Steelers mix and match on line
Look at the numbers and the differences are negligible.
The rushing yards, the yards per carry, the rushing touchdowns and the quarterback sacks are very similar for the Steelers through the first seven games of this season compared to the same juncture a year ago.
So why is new offensive line coach Sean Kugler being lauded for the job he has done with his group while Larry Zierlein was fired for having just about the same production?
It’s what Kugler has had to deal with that has set him apart, and there has been plenty to sort through over the past several months.
• The Steelers have used the same starting line in consecutive weeks only three times.
• Kugler lost Willie Colon to injury before the season started, Max Starks for one game and Trai Essex for four.
• He helped Flozell Adams switch from left to right tackle, then had to deal with him leaving early in four games due to injury or dehydration.
• He has a rookie starting at arguably the most crucial position on the line — center.
• He had two undrafted players in Doug Legursky and Ramon Foster uncharacteristically split series in games during Essex’s absence.
And, still, the line has performed above expectations.
“He has done a good job,” Steelers coach Mike Tomlin said of Kugler. “But we are not about patting ourselves on the back, quite frankly.”
Tomlin might want to re-think that.
Kugler’s line has protected the team’s trio of quarterbacks admirably, has helped Rashard Mendenhall become one of the top runners in the NFL and has gone about it with a physical-style mentality.
“He wants us to be physical at all times,” Essex said. “He tells us it’s OK to make mistakes, but just make sure you hit somebody while you are messing up.”
Relatively speaking, Kugler doesn’t have the luxury of the top players at the position from which to choose.
The starting line consists of a rookie first-rounder (Maurkice Pouncey), two third-rounders (Starks and Essex), a sixth-rounder (Chris Kemoeatu) and a 35-year-old, 13-year veteran (Adams) who is playing out of position.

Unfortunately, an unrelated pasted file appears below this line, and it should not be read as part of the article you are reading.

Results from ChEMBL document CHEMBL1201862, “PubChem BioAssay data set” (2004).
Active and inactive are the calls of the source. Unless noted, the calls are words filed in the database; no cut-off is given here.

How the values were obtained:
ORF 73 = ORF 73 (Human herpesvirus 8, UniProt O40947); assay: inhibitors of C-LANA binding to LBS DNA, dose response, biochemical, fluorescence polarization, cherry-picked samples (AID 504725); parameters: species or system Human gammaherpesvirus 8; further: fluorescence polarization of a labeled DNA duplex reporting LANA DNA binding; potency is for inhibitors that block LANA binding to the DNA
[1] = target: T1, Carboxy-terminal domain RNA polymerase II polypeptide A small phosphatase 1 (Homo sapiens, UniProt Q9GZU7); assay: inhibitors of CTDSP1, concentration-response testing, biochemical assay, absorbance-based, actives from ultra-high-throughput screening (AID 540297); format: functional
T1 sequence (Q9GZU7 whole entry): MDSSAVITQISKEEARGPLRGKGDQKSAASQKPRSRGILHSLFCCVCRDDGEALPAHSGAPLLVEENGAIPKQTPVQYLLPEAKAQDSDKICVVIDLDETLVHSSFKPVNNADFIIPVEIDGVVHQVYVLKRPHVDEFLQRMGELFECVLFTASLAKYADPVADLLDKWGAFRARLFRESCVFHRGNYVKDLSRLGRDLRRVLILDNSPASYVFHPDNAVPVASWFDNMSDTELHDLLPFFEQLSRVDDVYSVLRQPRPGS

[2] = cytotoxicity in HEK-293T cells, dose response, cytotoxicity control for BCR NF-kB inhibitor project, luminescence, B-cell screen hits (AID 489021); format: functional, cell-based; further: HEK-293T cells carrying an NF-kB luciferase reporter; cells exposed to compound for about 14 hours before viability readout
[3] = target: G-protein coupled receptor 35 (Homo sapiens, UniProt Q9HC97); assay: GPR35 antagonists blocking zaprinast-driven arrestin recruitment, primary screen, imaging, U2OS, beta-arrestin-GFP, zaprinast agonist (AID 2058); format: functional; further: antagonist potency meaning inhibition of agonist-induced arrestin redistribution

Throw in considerable playing time from two undrafted free agents (Legursky and Foster) and a former fourth-rounder (Jonathan Scott) and the loss of arguably their best overall linemen in the preseason
(Colon) with an Achilles’ injury, and Kugler doesn’t quite mimic what last year’s New York Jets had with four first-picks along the line.
“It is the camaraderie of the group what makes them good, it’s a good group of guys,” offensive coordinator Bruce Arians said. “They have taken a beating for the past couple of years and a lot of it is undo. It is still out there and I think they are trying to prove themselves.”
The Steelers hired the rough-and-tough Kugler in January to replace Zierlein, and he quickly got the respect of his linemen.
“He kind of has the same personality as us, we are all kind of (expletive) in our own way,” Colon said. “But he is real loyal to us, and it is a good feeling to know you have a coach who will go to war for you.”
Kugler played four years at UTEP and one season in the World League of American Football for the Sacramento Surge that experience is important to some of the linemen.
“You definitely gravitate to coaches who actually played the position and played the game,” said Scott, who played for Kugler in Buffalo last season. “It’s only natural. He knows some of the discrepancies of the offensive line. It is definitely advantageous to be able to coach and play. He puts a lot of pride in offensive line play.”
Kugler’s style is different than Zierlein’s, and that didn’t go unnoticed by the line from the beginning. And it wasn’t something that wasn’t welcomed.
“What I admire the most is that he has a blueprint of where we should be and how we should play,” Colon said. “A lot of coaches don’t have that. It is one thing to tell guys but another thing to show them. It is easier for guys to adjust.”
Despite playing with a hodge-podge and banged-up offensive line, the Steelers line has fared a tad better than last year, through seven games:
Rushing yards : 821
Rushing attempts : 206
Yards per carry : 4.0
RB rushing TDs : 6
Sacks allowed : 15
Rushing yards : 749
Rushing attempts : 185
Yards per carry : 4.0
RB rushing TDs : 4
Sacks allowed : 20